The steps to writing a science essay are much the same as any other type of essay: planning, research and analysis, outlining your ideas and then writing your prose. Once completed you need to edit your manuscript by carefully proofreading for content, context and format required by your instructor. Following a detailed discussion of each of these points, a discussion on the differences between science essays and other types of essays will be presented.
If you think of this first paragraph as an example, your first paragraph tells your reader what you’re going to write about. Alternately, your first paragraph can be used to get your reader’s attention with statements or statistics on your topic in order to focus the read into the urgency of your topic.
When planning your essay one of the first steps is making sure you understand the research question posed to you by your instructor or that you understand specifically what the topic is about. If not do some preliminary ground work to gain either the level of understanding you need to follow through on the essay or to clarify the topic. The planning phase is also a time to strategise how you will carry out the process and how much time you will need. The larger the essay, the more important the planning phase and the longer the lead time you will require. A well-researched 10,000 word essay probably cannot be written the night before it is due; plan accordingly.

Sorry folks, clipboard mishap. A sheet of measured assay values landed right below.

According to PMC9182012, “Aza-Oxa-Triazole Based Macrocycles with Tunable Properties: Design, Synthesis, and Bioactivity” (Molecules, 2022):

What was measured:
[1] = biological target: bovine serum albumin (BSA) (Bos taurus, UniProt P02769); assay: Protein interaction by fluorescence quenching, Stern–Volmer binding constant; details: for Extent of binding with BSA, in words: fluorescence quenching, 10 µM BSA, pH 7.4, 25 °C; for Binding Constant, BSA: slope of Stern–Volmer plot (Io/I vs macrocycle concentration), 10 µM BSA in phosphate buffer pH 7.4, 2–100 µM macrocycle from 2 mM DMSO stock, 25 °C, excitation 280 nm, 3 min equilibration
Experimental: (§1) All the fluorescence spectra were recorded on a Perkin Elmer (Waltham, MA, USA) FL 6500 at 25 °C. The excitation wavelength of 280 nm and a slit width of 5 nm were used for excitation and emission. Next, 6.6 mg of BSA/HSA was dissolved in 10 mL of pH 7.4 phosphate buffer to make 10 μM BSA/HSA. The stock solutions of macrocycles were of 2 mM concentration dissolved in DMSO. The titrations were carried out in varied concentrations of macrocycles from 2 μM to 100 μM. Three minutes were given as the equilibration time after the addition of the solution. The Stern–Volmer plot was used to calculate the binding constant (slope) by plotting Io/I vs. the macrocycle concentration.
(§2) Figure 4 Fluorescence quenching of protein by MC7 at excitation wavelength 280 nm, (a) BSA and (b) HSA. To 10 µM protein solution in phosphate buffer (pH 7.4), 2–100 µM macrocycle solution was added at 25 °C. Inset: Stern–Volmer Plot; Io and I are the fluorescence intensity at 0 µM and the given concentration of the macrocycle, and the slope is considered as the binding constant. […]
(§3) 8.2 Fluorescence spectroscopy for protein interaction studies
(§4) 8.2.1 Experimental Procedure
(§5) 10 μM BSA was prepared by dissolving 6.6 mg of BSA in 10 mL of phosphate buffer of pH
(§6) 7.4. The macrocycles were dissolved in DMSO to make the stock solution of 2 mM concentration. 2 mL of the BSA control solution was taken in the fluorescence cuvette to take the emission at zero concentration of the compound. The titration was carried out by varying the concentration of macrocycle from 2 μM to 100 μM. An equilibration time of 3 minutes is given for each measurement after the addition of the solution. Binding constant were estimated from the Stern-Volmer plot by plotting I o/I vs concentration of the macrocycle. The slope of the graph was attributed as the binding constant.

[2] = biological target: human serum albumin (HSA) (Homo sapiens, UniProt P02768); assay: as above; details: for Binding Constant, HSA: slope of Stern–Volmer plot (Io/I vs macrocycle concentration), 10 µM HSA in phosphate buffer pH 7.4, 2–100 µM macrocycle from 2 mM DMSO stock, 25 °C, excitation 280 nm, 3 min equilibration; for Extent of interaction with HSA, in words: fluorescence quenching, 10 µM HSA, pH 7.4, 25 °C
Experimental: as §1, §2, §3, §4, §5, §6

Research and analysis
While many individuals still use the library for research, the internet is also a source of great volumes of information. Depending on the area of science, professional organisations usually have websites with sections dedicated to publications as well as links to other websites that have professional sources of information. These are excellent sources of information. Additional sources available online include http://scholar.google.com or some of the professional academic databases. Try to stay away from general or generic websites such as www.wikipedia.com or www.ask.com as these are not considered valid sources for most university essays.
Once all of your references are gathered and read, analysing your research is critical in order to make proper sense of what you’ve read. Only then can you be assured you have enough material to answer the question posed or to support the type of question you are asking in your essay.
Preparing the outline
Your outline can be as detailed or as high level as you believe appropriate for your essay. Many people skip outline preparation as an essay writing step if they have no problem organising their thoughts; but for others, the outline serves as a roadmap and a method of staying focused. The outline should serve to assure all topical areas are covered, that the essay has a proper flow of information, that it effectively answers the question posed or discusses all aspects of the topic you wish to cover in an effective manner.
Writing the paper